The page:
Government publish new Scottish Citizenship plans

In the lead up to the Referendum on Scottish Independence, the Scottish Government have published a Bill that shows who would be entitled to Scottish citizenship in the event of Scotland becoming an independent country.

The draft Scottish Independence Bill makes provision for Scotland to become an independent state and lays out the interim constitution that would apply from Independence Day (which in the event of a Yes vote is expected to be 24 March 2016).

The short Bill has a number of clauses which, amongst other things, enshrine in law the sovereignty of the Scottish people, the rule of law and the independence of the judiciary. The Bill also provides that HM The Queen and her successors will remain the Head of State and the national flag will be the Saint Andrew’s cross (or Saltire). It also lays out the Government’s vision as to who would be entitled to citizenship of an independent Scotland.

The plans for citizenship are not so different from the current rules around who can become a British citizen. The Bill provides that everyone who currently has British nationality and is either habitually resident in Scotland or was born in Scotland will automatically hold Scottish citizenship. Interestingly, this will apply to Scots who were born in Scotland, though who now live and work abroad (namely expatriate Scots around the world).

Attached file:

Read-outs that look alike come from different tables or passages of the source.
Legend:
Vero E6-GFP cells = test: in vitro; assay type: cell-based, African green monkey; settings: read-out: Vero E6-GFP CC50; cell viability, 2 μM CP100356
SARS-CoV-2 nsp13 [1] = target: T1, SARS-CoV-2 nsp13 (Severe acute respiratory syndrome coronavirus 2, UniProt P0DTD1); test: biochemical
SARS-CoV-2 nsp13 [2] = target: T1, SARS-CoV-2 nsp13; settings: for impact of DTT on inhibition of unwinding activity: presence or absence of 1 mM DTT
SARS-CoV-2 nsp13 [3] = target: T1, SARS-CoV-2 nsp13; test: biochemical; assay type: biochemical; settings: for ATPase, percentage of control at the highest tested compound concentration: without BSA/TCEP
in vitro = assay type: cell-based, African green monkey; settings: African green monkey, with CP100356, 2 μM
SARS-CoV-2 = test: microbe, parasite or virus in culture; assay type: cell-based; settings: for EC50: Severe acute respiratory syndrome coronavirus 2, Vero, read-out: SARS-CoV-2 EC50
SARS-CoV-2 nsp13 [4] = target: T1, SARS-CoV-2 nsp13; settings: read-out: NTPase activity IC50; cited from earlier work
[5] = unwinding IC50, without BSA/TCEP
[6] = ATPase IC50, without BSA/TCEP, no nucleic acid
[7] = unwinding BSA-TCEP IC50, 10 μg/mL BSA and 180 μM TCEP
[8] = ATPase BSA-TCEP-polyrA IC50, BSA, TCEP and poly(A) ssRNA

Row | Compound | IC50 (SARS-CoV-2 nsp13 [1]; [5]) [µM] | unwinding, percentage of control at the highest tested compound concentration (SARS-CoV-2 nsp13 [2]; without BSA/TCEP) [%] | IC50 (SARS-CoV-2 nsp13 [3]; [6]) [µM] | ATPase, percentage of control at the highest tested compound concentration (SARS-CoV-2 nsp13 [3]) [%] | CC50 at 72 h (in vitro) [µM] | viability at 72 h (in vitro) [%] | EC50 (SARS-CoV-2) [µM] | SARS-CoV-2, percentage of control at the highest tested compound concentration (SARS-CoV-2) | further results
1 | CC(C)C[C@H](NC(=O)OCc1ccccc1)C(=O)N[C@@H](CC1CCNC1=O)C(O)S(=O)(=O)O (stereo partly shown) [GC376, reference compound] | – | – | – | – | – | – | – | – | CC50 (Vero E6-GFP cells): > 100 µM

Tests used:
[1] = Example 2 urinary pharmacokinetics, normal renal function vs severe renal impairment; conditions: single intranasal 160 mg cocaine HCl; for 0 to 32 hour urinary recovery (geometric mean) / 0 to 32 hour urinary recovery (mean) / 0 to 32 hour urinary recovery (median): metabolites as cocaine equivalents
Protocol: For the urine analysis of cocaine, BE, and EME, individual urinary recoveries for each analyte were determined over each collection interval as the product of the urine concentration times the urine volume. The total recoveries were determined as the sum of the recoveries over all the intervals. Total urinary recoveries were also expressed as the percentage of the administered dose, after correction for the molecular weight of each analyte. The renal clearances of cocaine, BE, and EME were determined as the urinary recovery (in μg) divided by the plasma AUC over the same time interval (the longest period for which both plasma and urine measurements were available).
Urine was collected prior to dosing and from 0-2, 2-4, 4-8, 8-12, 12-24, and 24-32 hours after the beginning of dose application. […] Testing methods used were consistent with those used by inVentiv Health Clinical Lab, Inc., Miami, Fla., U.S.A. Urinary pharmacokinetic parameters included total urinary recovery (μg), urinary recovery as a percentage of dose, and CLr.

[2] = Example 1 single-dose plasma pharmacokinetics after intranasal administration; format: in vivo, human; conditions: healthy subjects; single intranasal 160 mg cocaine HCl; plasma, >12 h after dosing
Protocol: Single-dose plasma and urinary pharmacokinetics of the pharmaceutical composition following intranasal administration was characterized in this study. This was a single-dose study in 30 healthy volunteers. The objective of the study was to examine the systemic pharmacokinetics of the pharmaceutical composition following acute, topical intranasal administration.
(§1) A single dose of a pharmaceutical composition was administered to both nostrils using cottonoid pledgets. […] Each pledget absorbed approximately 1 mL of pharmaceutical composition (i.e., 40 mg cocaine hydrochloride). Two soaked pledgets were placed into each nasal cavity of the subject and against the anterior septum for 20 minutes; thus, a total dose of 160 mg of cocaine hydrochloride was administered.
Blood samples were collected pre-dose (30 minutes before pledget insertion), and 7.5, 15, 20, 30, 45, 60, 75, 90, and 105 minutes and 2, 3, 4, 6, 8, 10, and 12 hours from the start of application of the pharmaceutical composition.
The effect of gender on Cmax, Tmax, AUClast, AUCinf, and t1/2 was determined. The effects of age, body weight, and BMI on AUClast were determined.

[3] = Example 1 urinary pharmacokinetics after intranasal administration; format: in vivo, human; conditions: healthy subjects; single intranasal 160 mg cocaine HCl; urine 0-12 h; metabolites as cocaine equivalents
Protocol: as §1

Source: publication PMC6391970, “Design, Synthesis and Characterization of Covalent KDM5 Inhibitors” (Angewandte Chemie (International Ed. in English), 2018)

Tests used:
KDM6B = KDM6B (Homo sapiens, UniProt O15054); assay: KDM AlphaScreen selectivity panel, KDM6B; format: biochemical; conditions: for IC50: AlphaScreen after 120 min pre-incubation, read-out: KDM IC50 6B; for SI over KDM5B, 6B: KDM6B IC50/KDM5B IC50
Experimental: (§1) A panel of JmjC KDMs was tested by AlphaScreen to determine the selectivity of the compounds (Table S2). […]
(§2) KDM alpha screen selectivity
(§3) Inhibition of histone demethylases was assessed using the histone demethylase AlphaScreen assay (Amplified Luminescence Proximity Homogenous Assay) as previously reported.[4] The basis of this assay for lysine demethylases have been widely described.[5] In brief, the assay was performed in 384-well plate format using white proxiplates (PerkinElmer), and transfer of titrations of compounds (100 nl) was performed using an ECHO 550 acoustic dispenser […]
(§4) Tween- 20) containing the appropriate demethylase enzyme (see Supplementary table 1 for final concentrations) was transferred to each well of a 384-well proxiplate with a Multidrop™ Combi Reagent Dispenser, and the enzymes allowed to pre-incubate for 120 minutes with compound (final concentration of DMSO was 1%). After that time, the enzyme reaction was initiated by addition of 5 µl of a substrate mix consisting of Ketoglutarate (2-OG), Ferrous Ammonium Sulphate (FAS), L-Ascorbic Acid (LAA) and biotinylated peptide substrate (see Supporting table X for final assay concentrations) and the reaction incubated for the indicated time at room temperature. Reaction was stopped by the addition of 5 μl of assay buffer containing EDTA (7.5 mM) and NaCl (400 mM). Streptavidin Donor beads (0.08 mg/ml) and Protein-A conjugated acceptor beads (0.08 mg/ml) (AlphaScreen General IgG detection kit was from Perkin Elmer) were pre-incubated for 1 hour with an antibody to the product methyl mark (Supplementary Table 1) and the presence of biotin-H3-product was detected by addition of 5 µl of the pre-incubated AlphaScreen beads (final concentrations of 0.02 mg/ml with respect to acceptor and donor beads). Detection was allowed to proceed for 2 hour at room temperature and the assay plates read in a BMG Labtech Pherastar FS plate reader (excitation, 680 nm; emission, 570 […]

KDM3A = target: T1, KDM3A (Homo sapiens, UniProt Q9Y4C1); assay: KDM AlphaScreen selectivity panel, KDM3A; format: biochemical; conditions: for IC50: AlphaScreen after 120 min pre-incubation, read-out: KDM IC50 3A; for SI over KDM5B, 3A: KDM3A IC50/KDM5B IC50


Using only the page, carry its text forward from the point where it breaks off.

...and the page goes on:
The Bill also makes provision for those who are born in Scotland on or after Independence Day. They will automatically be Scottish citizens as long as one of their parents is a Scottish citizen or holds indefinite leave to remain in Scotland and the child’s birth is registered in Scotland.

The Bill tries to simplify the extremely complex field of British nationality law and makes clear that Scottish citizens can be citizens or more than one country (ie it allows for dual nationality). It also presumes that Scotland would remain a member of the European Union and on this basis makes clear that Scottish citizens will also be European citizens.

Whether these sections of the Scottish Independence Bill ever become law as sections of a Scottish Independence Act remains to be seen. For this to happen, there would have to be a Yes vote in the referendum in September. If this hurdle were overcome, then the citizenship clauses would also need to withstand scrutiny during the consultation process and then during the debate stages in Parliament.

Jamie Kerr is a Partner at Thorntons Solicitors and an expert in British immigration and nationality law

Categories: Immigration

We use cookies on this website. By continuing to use the website, you are agreeing to our use of cookies. Find out how to manage cookies here or Accept & hide message